Net benefit

Twenty years ago not many people had heard of the internet. It was already a big network but largely confined to academics and researchers. There were some outside the universities who were using on-line services like email and bulletin boards but they were on closed networks like Compuserve and America On-line (AOL).

Even in these early days some pioneering non-commercial and campaigning organisations saw the potential of these networks. Ethical Consumer was one of them, working in the early 90’s with the Manchester Host – part of the Poptel network – to make information about corporate behaviour available in a searchable form on line for researchers and activists.

The invention of the world wide web brought the net to a much wider audience. This was for two reasons – first because of the way it allowed users easily to jump between related pieces of information stored in different places, and second because it provided a standard for graphical display of information, liberating users from the typed commands and unbroken streams of text that made early networks difficult to use.

The web gave campaigning organisations a powerful new tool to get their message out. Unlike earlier networks the internet was free: once connected there were no costs related to the amount of information sent or received. This had its downsides. Networks like Minitel in France charged users for the time they spent on line and shared some of this revenue with content providers. This gave many small businesses and organisations an opportunity to earn money from information they put on line. The internet had no such mechanism – the only way to raise revenue from information on-line is by charging a subscription or through advertising, a problem that still hasn’t gone away for content providers like newspaper and journal publishers. The other downside of a free network was spam, now accounting for some 80% of email traffic. If it cost even a tiny amount of money to send an email (as with some of the rival networks before the internet became dominant), then there would be almost zero spam.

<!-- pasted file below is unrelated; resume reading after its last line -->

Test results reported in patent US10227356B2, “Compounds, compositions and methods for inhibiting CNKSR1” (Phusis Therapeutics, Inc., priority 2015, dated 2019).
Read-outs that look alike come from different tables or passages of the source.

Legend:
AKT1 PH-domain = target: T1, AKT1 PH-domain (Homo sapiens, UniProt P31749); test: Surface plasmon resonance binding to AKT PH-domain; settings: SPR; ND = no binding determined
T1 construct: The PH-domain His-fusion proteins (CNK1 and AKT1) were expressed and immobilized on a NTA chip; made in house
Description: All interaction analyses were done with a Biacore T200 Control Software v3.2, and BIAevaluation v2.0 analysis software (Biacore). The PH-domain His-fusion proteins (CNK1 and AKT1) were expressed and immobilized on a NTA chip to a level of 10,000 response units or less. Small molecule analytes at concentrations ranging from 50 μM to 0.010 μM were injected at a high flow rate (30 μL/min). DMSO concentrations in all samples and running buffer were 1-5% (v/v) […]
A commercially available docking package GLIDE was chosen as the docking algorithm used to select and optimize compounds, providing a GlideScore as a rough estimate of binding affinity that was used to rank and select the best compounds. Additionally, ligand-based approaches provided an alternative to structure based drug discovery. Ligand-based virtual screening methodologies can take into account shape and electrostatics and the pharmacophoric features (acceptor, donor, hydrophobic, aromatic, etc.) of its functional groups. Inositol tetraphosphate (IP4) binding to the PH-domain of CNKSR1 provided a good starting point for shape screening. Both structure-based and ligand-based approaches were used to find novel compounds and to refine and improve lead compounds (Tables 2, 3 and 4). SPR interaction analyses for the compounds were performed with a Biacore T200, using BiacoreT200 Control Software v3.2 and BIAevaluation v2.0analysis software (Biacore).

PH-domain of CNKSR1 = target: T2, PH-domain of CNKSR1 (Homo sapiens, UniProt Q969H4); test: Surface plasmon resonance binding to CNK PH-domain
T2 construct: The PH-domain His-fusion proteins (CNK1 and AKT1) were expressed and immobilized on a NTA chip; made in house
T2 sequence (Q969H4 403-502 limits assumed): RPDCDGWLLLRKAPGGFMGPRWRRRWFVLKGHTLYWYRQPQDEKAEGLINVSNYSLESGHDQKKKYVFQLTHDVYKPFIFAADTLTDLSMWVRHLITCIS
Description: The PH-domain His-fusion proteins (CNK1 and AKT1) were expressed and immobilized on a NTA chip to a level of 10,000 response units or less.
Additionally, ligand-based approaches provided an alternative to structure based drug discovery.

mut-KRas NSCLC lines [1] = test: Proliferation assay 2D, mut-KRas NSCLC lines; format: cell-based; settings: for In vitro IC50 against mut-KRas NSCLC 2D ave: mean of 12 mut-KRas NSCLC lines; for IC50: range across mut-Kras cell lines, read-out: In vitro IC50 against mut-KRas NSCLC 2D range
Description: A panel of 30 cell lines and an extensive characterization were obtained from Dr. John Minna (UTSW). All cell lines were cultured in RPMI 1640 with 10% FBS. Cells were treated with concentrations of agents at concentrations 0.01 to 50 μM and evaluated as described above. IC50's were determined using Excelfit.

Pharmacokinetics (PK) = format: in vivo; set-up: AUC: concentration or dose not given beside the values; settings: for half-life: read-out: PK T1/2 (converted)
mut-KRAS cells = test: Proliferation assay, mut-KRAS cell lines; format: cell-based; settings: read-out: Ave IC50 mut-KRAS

But being free helped the internet become dominant very quickly and led to the rapid spread of the web. It also laid the foundations for the second net revolution: the growth of interactive information services, or “web 2.0”.  This put new power in the hands of consumers: not only could they easily compare specifications and prices from rival products and suppliers but the growth of customer reviews and ratings on services like Amazon and the explosion in blogging made it harder than ever for big business to control the news. And as we all know, peer to peer filesharing had an even more devastating effect on the music industry. The instinctive reaction of big corporations to these threats was to fight back, attempting to silence bloggers or sue the filesharers. But most have had to face up to the fact that it won’t work. Famously bike lock manufacturer Kryptonite initially denied a post on Bikeforum in 2004 claiming that its lock could be opened in 15 seconds with a biro. But within days they had capitulated and agreed to change the lock design at great expense after the story flashed round the net. This ability to share information about the behaviour of large organisations and businesses has already made the net an even more powerful tool for not just for campaigners and activists but for anyone who cares about the way that governments and business behave. As the net spreads and as the tools for sharing information and collaborating become more sophisticated, the opportunities to call them to account can only grow.